Accuracy: sub half inch c-t-c at 35-yards.
Gunpower stealth MKIII (PCP)
Unorthodox, and fairly unique in its utilitarian styling and construction, the British made Gunpower Stealth is aimed at a certain sector of an increasingly demanding market, that has a desire for semi military styled airguns. Whilst this type of rifle will most definitely not be to everyone’s taste, (features such as a rather crude trigger and safety do it no favours) having shot one extensively on test, I can certainly vouch for its large shot count (derived from the sizeable buddy bottle that effectively forms the cheekpiece and butt), and serious performance on offer. Styling is admittedly a little bit Star Trek, yet the pop open breech and direct feed action, is not only efficient, but has a unique and endearing charm about it. Enormous shot counts of 450 plus from a 500cc buddy bottle, may account for much of the brands popularity, but genuine ragged holes over 25-yards on test, that could support a .22 pellet, may also be part of the reason, why these rifles continue to go down a storm Stateside.
Accuracy: quarter inch c-t-c at 25-yards.
Air arms ultimate sporter (PCP)
One of the new breed of high-end Air Arms models, the Ultimate Sporter is aimed at the serious hunter, who demands refinement and versatility from their chosen kit. This model comes complete with a fully adjustable ambidextrous laminate stock, which is superbly finished, and allows for the cheek piece to be raised and lowered as well as the butt-pad to be adjusted. The result is a sporting gun that can be made to fit the shooter, relieving stress and muscle fatigue in the aim. The action is based on the company's highly successful S510 action, which incorporates that super slick side lever, and of course the Air Arms 10-shot rotary magazine system (same as fitted to the TDR). With just a simple rotary centre, free from any wind-up mechanism, the magazine cassette has proven to be one of the most reliable on the market too. Other features include two-stage trigger, sling mounts, an accessory rail, shrouded barrel, and the latest Q-Tec style silencer. All in all, a seriously refined piece of machinery. Weight 7.1lbs
Accuracy: 3/8-inches @ 35-yards on test.
BSA R10 SE CCS (PCP)
BSA's R10 has proved a popular model in their line-up over the last few years. It's a multi-shot bolt action, regulated pneumatic, with a 10-shot magazine, 200cc on-board buddy bottle, two-stage, semi-match trigger, and that deliciously stylish walnut stock. The latest version is even more versatile, and the clever bit is that the R10 SE CCS can be easily altered to allow the shroud to be added or removed - that's the CCS bit, denoting 'Customer Configurable Shroud'. BSA supply all the necessary parts in the box, along with the rifle, and there's no doubt it adds a new dimension and a bit of fun for those of us that like to tinker. Shroud and silencer, or just the silencer, the choice is yours, giving the R10 SE CCS a distinctively different look. Noise suppression and accuracy are pretty well identical, in either guise; so, it's a cosmetic exercise at the end of the day, but clever marketing from BSA nonetheless. For what it does, is allow us enthusiasts to alter the look of our gun, without actually seriously changing it at all; so, effectively two guns in one!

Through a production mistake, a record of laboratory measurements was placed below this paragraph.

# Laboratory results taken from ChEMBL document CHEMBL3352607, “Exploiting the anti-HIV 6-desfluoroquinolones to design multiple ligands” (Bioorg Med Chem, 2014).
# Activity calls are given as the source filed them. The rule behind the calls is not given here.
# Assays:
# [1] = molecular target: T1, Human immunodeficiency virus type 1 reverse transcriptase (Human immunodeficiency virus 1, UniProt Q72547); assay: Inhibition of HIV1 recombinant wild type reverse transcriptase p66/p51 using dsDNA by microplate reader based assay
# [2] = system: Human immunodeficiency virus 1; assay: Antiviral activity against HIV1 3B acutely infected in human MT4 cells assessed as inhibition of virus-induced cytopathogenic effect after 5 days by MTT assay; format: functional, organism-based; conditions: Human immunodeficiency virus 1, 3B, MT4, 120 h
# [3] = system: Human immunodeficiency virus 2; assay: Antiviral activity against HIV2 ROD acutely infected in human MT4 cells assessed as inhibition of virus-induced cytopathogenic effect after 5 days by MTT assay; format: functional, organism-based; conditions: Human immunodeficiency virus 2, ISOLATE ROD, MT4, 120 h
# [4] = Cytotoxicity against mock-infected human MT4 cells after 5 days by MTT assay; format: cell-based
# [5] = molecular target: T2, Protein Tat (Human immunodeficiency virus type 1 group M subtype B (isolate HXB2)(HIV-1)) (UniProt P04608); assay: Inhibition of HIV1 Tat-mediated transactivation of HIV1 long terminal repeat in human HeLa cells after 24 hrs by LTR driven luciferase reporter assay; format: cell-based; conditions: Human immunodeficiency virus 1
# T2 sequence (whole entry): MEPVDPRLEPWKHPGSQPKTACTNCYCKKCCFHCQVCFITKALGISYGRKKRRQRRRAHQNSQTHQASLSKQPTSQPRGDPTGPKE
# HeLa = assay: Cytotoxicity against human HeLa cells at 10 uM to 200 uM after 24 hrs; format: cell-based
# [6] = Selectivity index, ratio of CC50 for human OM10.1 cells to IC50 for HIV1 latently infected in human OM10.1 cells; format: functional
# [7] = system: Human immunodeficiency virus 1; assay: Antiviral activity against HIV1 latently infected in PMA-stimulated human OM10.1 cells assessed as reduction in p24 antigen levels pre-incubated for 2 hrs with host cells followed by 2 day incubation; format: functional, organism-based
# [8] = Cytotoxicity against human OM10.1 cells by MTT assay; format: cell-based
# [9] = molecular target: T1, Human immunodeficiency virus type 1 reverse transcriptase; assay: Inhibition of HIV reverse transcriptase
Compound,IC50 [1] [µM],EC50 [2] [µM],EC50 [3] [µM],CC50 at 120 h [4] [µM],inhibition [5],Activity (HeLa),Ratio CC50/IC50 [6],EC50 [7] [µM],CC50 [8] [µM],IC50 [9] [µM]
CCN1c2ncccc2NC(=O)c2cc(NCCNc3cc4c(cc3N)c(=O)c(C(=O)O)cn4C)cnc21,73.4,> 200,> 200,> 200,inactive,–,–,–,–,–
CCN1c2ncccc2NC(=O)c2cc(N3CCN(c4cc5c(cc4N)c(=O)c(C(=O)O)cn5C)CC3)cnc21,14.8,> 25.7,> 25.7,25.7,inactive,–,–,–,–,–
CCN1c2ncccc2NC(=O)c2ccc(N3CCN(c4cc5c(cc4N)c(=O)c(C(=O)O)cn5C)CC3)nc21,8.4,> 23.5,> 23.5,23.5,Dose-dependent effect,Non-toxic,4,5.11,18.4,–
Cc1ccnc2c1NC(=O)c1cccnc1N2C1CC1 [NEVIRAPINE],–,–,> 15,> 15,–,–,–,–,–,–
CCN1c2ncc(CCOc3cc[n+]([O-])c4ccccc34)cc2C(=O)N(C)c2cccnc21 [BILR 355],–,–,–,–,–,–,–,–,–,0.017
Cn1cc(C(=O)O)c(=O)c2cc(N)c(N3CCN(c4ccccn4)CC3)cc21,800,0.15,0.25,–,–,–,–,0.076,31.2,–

Accuracy: 3/8-inch c-t-c over 35-yards
Webley VMX OS quantum (Spring)
This no-nonsense, traditional, spring-powered model is the latest incarnation of the company's Valuemax specification, and they really do punch way above their weight in terms of performance.
The synthetic stock is the obvious eye catcher, but it also comes fitted with that snazzy, full-length barrel shroud, that incorporates sound suppressing features within the body tube. Synthetic stocks are comparatively cheap to make, so help keep production costs down, but their ultra-robust, knock-about qualities also make them highly practical for many shooters. The VMX OS Quantum is a full-sized adult airgun, yet given its inherent light weight, it can be equally suited to younger shooters and novices alike. The moulded pistol grip is quite thick, but a well-proportioned forend and defined cheekpiece lends this model a purposeful profile. The rear section is hollow in places, which can slightly increase noise resonance, but the finish of the stock feels good.
Performance wise, the Venom inspired Powr-Lok mainspring and guide, ensure very smooth power delivery, yet the trigger is fairly basic, despite a wide nicely curved blade. That aside, these rifles handle and shoot really well, and are something of a bargain at the asking price.
Accuracy: 3/8-inch c-t-c over 25-yards
Diana 280 classic (Spring)
The super compact 280 has been one of my all-time favourite break barrel springers, ever since I first tested one several years back. It's the combination of Diana's pedigree, great build quality, and a super neat, highly practical design. For the 280 Classic, weighing in at 7lbs, offers full-power performance, in a delightfully slim-line package. Previous Dianas have slightly irritated with the inclusion of plastic trigger blades; spoiling otherwise well-engineered rifles. No such problem here though, since the latest models to leave the Mayer and Grammelspacher factory all sport the highly regarded T06 metal spec trigger unit. This features a broad, neatly ridged surface on the blade, and a clean breaking, relatively light release, this 2-stage unit really aids performance, and must go some way to explaining the impressive down-range performance. In short, what we have here in the Diana Model 280, is a hard hitting, ultrasleek, super accurate sporter, that can definitely multi-task. Ladies and juniors will appreciate the dimensions, though effort around the cocking/breech area may be a little challenging. As a lightweight hunting tool, though, the scaled-down elegance of the 280 excels.
Accuracy on test: quarter inch c-t-c over 30-yards.
Contact: shootingsports. edgarbrothers.com